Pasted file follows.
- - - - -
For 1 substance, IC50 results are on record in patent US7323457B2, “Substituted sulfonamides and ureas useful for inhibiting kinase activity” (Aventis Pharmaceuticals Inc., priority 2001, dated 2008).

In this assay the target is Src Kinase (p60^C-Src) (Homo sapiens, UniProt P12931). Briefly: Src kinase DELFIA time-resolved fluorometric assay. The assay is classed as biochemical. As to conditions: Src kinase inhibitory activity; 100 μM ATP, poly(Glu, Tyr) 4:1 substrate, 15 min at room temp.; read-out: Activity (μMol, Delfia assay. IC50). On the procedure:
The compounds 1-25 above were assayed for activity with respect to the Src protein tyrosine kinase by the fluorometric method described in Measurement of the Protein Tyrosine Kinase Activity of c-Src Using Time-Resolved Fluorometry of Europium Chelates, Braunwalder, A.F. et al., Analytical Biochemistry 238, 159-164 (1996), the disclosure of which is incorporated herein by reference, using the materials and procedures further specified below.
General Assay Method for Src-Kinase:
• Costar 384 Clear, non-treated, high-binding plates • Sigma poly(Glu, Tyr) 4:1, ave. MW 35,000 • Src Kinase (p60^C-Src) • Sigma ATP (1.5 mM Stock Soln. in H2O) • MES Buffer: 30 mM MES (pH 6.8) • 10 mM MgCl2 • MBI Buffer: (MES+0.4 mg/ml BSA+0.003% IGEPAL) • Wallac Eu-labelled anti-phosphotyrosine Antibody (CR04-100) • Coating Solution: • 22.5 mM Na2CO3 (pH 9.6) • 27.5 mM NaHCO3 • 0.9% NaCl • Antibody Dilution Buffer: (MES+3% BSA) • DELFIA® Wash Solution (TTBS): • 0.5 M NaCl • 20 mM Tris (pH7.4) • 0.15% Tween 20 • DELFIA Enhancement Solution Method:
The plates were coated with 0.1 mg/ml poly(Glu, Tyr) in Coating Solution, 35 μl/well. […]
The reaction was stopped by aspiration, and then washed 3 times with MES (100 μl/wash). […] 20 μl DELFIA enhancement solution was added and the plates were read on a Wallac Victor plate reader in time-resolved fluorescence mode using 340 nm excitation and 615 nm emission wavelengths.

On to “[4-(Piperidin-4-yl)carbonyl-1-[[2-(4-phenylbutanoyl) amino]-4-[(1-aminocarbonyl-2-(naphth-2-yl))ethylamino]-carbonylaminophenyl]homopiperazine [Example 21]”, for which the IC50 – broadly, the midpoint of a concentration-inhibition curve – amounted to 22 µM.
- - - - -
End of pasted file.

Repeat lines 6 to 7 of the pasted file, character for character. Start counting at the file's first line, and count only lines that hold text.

The plates were coated with 0.1 mg/ml poly(Glu, Tyr) in Coating Solution, 35 μl/well. […]
The reaction was stopped by aspiration, and then washed 3 times with MES (100 μl/wash). […] 20 μl DELFIA enhancement solution was added and the plates were read on a Wallac Victor plate reader in time-resolved fluorescence mode using 340 nm excitation and 615 nm emission wavelengths.